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  Nr. 3961 de joi, 21 iunie 2007 
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EDITORIAL
The third felony
The truth about the 1989 Revolution and the coal miners' attacks in June 1990 was buried once and for all. The Constitutional Court did this yesterday by forbidding military prosecutors to investigate on civilians. Dan Voinea, the man in charge of the respective cases for 17 years, is a general. His cases will be distributed to civil prosecutors. It is piles of documents we are talking about. The search, transportation and hand-in will take at least one year. Some documents and evidence may get lost during the complex transportation process, no doubt about it. It is just like it was with the records of the ex Securitate (Communist Secret Service in Romania), which were transferred from the Romanian Secret Service to the National Council for Research on the Communist Secret Service Archive, but got there after selection and adjustments. And the new investigators will have to read the piles of records. It will take months, if not years, depending on their benevolence and zeal. After the reading, they will certainly feel the need to question some witnesses or to question them again. As far as the two cases are concerned, they involve thousands of witnesses, many of whom passed way. And many of the ones who are alive will invoke forgetfulness. It is really plausible, since it has been 17 years. (By the way, murderers get away with murders after 20 years).
The Constitutional Court invoked a precedent by the ECHR (the Maszni vs. Romania case), dating back to September 2006. The ECHR decided at that time that military prosecutors had no right to investigate on a civilian, because they were not independent, but subordinate in terms of military and politics. It is just that there is a different precedent (the Pantea vs. Romania case), when there was settled that Romanian prosecutors, even if civil, were not politically independent magistrates because of the present structure of Justice. On the other hand, in the case at stake, the criminal cases handled by military prosecutor Dan Voinea get redirected to an independent, civil court to get in charge of them. Therefore the Constitutional Court's fondness of the European spirits smells like other interest.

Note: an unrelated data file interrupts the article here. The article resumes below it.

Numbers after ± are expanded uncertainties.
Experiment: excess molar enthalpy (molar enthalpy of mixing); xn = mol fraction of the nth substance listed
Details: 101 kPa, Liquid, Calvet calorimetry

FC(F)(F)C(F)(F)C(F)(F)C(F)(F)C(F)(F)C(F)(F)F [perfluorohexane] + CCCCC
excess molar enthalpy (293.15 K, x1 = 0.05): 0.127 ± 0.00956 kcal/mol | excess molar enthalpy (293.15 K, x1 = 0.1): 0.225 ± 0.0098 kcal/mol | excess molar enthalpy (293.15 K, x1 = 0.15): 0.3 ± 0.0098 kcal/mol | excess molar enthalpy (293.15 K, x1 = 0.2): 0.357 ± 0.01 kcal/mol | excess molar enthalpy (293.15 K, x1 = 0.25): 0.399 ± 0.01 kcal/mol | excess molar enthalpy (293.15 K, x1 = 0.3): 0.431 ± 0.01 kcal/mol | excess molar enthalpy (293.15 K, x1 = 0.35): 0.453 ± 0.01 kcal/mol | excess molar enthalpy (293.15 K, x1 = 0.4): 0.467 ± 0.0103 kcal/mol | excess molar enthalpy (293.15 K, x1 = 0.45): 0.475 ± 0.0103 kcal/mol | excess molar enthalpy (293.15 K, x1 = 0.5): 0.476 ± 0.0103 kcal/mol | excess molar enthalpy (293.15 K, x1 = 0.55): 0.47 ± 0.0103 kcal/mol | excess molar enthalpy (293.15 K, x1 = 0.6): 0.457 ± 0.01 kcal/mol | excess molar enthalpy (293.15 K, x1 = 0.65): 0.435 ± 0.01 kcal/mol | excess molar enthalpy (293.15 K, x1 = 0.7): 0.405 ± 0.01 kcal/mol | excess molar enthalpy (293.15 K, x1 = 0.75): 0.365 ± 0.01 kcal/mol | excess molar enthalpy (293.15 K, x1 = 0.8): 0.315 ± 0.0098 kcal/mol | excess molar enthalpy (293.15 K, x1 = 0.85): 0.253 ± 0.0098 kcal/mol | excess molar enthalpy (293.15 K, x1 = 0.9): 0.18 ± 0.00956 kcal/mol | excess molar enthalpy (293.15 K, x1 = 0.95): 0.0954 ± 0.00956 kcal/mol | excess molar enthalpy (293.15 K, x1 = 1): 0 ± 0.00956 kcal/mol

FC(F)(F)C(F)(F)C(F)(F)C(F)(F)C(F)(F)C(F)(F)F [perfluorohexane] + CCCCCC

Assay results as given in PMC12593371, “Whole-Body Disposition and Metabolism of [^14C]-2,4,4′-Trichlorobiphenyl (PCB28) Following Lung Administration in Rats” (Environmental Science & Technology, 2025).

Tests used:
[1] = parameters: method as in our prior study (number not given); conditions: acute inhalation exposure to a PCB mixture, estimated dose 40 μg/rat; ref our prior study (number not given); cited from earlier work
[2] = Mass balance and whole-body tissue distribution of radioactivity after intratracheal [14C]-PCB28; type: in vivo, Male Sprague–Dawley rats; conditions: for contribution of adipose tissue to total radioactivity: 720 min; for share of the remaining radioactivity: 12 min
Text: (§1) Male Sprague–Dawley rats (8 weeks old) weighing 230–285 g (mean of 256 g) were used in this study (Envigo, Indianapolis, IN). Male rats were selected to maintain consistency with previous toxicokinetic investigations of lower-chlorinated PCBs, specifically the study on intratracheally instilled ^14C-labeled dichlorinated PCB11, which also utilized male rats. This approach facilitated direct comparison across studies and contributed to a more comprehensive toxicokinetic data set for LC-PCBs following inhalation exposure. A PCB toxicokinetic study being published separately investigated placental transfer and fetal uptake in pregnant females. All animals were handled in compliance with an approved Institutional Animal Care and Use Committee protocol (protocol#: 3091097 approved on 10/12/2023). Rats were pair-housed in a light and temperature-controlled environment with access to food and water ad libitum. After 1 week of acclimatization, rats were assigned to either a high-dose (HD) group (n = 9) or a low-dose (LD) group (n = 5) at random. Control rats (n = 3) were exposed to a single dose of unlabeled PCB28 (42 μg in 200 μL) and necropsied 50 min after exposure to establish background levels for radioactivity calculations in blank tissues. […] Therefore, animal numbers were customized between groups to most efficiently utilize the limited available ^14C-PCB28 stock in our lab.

The decision has come just in the nick of time. Ion Iliescu will get away with it, although he has been in much trouble lately. He has very recently been charged with the murders committed in June 1990. Shortly before he was also charged for the murders committed in December 1989 and General Dan Voinea announced that the indictments would reach the court by autumn. It is no coincidence that many Constitutional Court members are old comrades of Ion Iliescu's: Ninosu, Predescu, Stanoiu and so on. These are top members of the Front for National Salvation that authored the coup d'etat. 7 out of the 9 Constitutional Court judges were appointed by Iliescu himself. And Iliescu is getting away with it. Investigations will actually start again from 0. It is to be assumed that they will take 17 more years or as long as it is biologically needed for Iliescu to escape sentence.
But Iliescu's isn't the main issue at stake. No one can wash the blood off his hands. This blood will be there in history textbooks, no matter the court verdict. The target is not to show Iliescu as clean as whistle. The true target is to muffle the coup d'etat in December 1989, to muffle the existence of an amazingly large group of people trained to get power at any costs. It is probably no coincidence that Petre Roman needed 17 years to remember, which happened a few days ago, that in December 1989 there were 26,000 under cover Soviet agents in Romania. Their mission was to confiscate people's revolt and take over. The bloodshed was horrible diversion meant to hide the coup d'etat. This huge network with ramifications throughout the entire territory, over all fields, in all parties, at all levels, which is undoubtedly still active, must be kept secret so that it can continue to work untroubled.
After the 1989 Revolution and the 1990 coal miners' attacks were confiscated, yesterday's decision of the Constitutional Court is the third great felony committed in the post-Ceausescu era. But it could have been annihilated, had there been political will. Romania's history depends on the trial on the 1989 Revolution, just as it depends on the trial on the coal miners' attacks. Our future depends on the full unmasking of the truth. Can anyone imagine the Nuremberg trial getting stuck in a lawyer's trick?
P.S. Political parties put up with the Constitutional Court's decision without a blink. Some even appreciate it, describing it as an European measure. After 17 years, the network is still functional.
Adrian PATRUSCA 
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